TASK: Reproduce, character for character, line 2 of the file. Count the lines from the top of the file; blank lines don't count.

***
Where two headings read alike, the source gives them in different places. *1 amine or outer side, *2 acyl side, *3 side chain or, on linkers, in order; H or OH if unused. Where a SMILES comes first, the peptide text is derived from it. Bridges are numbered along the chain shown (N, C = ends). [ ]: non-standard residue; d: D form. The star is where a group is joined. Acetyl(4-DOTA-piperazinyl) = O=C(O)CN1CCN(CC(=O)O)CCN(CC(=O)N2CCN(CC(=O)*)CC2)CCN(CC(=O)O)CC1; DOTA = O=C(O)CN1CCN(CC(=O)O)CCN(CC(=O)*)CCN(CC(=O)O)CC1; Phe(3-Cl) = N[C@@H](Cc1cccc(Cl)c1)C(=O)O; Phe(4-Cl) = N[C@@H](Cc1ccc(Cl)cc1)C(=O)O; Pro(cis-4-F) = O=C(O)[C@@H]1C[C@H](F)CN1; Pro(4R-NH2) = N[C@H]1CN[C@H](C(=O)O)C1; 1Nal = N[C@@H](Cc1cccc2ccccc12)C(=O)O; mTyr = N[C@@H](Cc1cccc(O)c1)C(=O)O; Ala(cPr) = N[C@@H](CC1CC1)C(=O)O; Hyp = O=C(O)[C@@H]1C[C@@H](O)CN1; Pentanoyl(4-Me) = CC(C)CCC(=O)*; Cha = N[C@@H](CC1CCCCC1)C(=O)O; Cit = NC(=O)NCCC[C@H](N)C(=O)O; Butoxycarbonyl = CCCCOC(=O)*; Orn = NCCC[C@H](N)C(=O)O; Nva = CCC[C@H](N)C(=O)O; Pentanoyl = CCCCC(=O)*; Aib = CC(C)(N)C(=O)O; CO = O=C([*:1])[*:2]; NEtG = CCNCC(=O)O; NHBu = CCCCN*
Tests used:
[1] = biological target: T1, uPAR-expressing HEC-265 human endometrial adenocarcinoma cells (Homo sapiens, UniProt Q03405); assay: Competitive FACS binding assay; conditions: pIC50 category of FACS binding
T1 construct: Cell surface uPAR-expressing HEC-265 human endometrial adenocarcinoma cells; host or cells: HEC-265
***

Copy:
Tests used: